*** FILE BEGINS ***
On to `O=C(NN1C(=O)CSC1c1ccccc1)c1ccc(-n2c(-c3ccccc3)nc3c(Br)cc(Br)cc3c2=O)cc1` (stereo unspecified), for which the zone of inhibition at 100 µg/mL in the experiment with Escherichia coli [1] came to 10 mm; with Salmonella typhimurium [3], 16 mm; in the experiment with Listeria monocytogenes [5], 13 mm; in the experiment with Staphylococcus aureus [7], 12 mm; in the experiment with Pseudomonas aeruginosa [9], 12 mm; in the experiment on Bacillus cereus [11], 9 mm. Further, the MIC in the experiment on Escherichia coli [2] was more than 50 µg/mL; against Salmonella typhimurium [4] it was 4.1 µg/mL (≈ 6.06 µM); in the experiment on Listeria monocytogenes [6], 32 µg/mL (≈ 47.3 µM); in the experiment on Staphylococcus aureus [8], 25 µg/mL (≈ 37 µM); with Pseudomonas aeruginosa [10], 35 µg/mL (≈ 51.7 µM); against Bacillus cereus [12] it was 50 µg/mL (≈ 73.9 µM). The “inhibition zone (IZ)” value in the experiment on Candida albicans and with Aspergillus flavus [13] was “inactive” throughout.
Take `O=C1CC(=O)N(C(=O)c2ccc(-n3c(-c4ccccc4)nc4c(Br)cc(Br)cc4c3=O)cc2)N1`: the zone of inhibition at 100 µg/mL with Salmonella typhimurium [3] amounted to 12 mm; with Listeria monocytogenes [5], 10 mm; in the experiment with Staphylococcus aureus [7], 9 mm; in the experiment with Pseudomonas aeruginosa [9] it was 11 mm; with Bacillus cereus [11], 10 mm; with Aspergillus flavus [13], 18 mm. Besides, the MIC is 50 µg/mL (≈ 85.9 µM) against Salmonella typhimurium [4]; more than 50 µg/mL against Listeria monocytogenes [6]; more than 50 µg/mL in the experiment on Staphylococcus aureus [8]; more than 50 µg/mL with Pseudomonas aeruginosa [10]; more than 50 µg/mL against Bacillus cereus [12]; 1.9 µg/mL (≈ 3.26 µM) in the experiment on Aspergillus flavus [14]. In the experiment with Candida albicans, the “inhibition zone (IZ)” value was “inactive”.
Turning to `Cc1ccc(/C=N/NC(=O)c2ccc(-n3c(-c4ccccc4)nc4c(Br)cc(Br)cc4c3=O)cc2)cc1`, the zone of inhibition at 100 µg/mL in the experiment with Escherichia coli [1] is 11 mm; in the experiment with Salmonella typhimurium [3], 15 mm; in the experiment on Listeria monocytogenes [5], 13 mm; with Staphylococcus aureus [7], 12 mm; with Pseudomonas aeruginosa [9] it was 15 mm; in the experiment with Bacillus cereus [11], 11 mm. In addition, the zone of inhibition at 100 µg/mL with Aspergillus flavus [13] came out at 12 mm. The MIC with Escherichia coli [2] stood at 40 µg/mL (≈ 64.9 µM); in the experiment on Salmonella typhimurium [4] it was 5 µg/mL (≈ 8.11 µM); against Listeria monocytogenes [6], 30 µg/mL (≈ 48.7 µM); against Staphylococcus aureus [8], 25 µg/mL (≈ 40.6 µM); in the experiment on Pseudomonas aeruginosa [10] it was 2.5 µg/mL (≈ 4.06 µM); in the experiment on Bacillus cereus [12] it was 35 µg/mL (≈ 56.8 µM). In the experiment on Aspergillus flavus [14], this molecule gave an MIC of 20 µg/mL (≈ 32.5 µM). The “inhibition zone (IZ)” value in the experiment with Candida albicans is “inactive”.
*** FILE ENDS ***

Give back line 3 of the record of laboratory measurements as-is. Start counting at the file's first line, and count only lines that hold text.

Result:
Turning to `Cc1ccc(/C=N/NC(=O)c2ccc(-n3c(-c4ccccc4)nc4c(Br)cc(Br)cc4c3=O)cc2)cc1`, the zone of inhibition at 100 µg/mL in the experiment with Escherichia coli [1] is 11 mm; in the experiment with Salmonella typhimurium [3], 15 mm; in the experiment on Listeria monocytogenes [5], 13 mm; with Staphylococcus aureus [7], 12 mm; with Pseudomonas aeruginosa [9] it was 15 mm; in the experiment with Bacillus cereus [11], 11 mm. In addition, the zone of inhibition at 100 µg/mL with Aspergillus flavus [13] came out at 12 mm. The MIC with Escherichia coli [2] stood at 40 µg/mL (≈ 64.9 µM); in the experiment on Salmonella typhimurium [4] it was 5 µg/mL (≈ 8.11 µM); against Listeria monocytogenes [6], 30 µg/mL (≈ 48.7 µM); against Staphylococcus aureus [8], 25 µg/mL (≈ 40.6 µM); in the experiment on Pseudomonas aeruginosa [10] it was 2.5 µg/mL (≈ 4.06 µM); in the experiment on Bacillus cereus [12] it was 35 µg/mL (≈ 56.8 µM). In the experiment on Aspergillus flavus [14], this molecule gave an MIC of 20 µg/mL (≈ 32.5 µM). The “inhibition zone (IZ)” value in the experiment with Candida albicans is “inactive”.